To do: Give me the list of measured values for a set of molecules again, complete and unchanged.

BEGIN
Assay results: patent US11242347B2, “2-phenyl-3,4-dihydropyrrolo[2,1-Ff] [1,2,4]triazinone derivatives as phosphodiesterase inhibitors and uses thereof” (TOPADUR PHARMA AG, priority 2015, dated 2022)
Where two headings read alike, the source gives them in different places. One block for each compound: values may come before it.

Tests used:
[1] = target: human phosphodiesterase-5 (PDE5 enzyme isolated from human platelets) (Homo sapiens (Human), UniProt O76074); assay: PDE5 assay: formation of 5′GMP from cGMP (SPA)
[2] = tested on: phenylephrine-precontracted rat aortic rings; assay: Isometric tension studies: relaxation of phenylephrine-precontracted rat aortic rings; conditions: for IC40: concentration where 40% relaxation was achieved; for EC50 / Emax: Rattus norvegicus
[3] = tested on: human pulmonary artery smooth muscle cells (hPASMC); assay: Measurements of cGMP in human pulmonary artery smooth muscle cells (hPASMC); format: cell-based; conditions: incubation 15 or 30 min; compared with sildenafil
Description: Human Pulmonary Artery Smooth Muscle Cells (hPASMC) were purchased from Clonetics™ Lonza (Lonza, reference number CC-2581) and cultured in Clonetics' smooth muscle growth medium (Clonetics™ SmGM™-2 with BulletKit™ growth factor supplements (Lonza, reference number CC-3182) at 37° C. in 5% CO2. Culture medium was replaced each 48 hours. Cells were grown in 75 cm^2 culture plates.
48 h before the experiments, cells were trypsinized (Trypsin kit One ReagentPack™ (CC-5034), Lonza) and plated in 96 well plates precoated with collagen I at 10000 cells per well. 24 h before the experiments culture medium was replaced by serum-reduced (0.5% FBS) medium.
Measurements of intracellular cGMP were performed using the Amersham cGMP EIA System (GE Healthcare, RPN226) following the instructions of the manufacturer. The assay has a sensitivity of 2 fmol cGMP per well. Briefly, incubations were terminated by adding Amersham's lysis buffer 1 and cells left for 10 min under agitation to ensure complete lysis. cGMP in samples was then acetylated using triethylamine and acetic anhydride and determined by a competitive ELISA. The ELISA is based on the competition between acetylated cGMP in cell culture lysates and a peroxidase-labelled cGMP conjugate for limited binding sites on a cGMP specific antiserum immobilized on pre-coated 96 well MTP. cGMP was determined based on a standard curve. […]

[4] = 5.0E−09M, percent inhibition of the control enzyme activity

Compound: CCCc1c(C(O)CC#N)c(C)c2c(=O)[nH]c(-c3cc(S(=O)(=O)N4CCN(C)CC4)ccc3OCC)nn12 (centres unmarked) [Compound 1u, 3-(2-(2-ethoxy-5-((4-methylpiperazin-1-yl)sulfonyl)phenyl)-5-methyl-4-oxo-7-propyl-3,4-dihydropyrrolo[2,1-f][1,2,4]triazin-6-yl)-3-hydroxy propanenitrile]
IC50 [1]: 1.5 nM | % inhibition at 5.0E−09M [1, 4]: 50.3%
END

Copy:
Assay results: patent US11242347B2, “2-phenyl-3,4-dihydropyrrolo[2,1-Ff] [1,2,4]triazinone derivatives as phosphodiesterase inhibitors and uses thereof” (TOPADUR PHARMA AG, priority 2015, dated 2022)
Where two headings read alike, the source gives them in different places. One block for each compound: values may come before it.

Tests used:
[1] = target: human phosphodiesterase-5 (PDE5 enzyme isolated from human platelets) (Homo sapiens (Human), UniProt O76074); assay: PDE5 assay: formation of 5′GMP from cGMP (SPA)
[2] = tested on: phenylephrine-precontracted rat aortic rings; assay: Isometric tension studies: relaxation of phenylephrine-precontracted rat aortic rings; conditions: for IC40: concentration where 40% relaxation was achieved; for EC50 / Emax: Rattus norvegicus
[3] = tested on: human pulmonary artery smooth muscle cells (hPASMC); assay: Measurements of cGMP in human pulmonary artery smooth muscle cells (hPASMC); format: cell-based; conditions: incubation 15 or 30 min; compared with sildenafil
Description: Human Pulmonary Artery Smooth Muscle Cells (hPASMC) were purchased from Clonetics™ Lonza (Lonza, reference number CC-2581) and cultured in Clonetics' smooth muscle growth medium (Clonetics™ SmGM™-2 with BulletKit™ growth factor supplements (Lonza, reference number CC-3182) at 37° C. in 5% CO2. Culture medium was replaced each 48 hours. Cells were grown in 75 cm^2 culture plates.
48 h before the experiments, cells were trypsinized (Trypsin kit One ReagentPack™ (CC-5034), Lonza) and plated in 96 well plates precoated with collagen I at 10000 cells per well. 24 h before the experiments culture medium was replaced by serum-reduced (0.5% FBS) medium.
Measurements of intracellular cGMP were performed using the Amersham cGMP EIA System (GE Healthcare, RPN226) following the instructions of the manufacturer. The assay has a sensitivity of 2 fmol cGMP per well. Briefly, incubations were terminated by adding Amersham's lysis buffer 1 and cells left for 10 min under agitation to ensure complete lysis. cGMP in samples was then acetylated using triethylamine and acetic anhydride and determined by a competitive ELISA. The ELISA is based on the competition between acetylated cGMP in cell culture lysates and a peroxidase-labelled cGMP conjugate for limited binding sites on a cGMP specific antiserum immobilized on pre-coated 96 well MTP. cGMP was determined based on a standard curve. […]

[4] = 5.0E−09M, percent inhibition of the control enzyme activity

Compound: CCCc1c(C(O)CC#N)c(C)c2c(=O)[nH]c(-c3cc(S(=O)(=O)N4CCN(C)CC4)ccc3OCC)nn12 (centres unmarked) [Compound 1u, 3-(2-(2-ethoxy-5-((4-methylpiperazin-1-yl)sulfonyl)phenyl)-5-methyl-4-oxo-7-propyl-3,4-dihydropyrrolo[2,1-f][1,2,4]triazin-6-yl)-3-hydroxy propanenitrile]
IC50 [1]: 1.5 nM | % inhibition at 5.0E−09M [1, 4]: 50.3%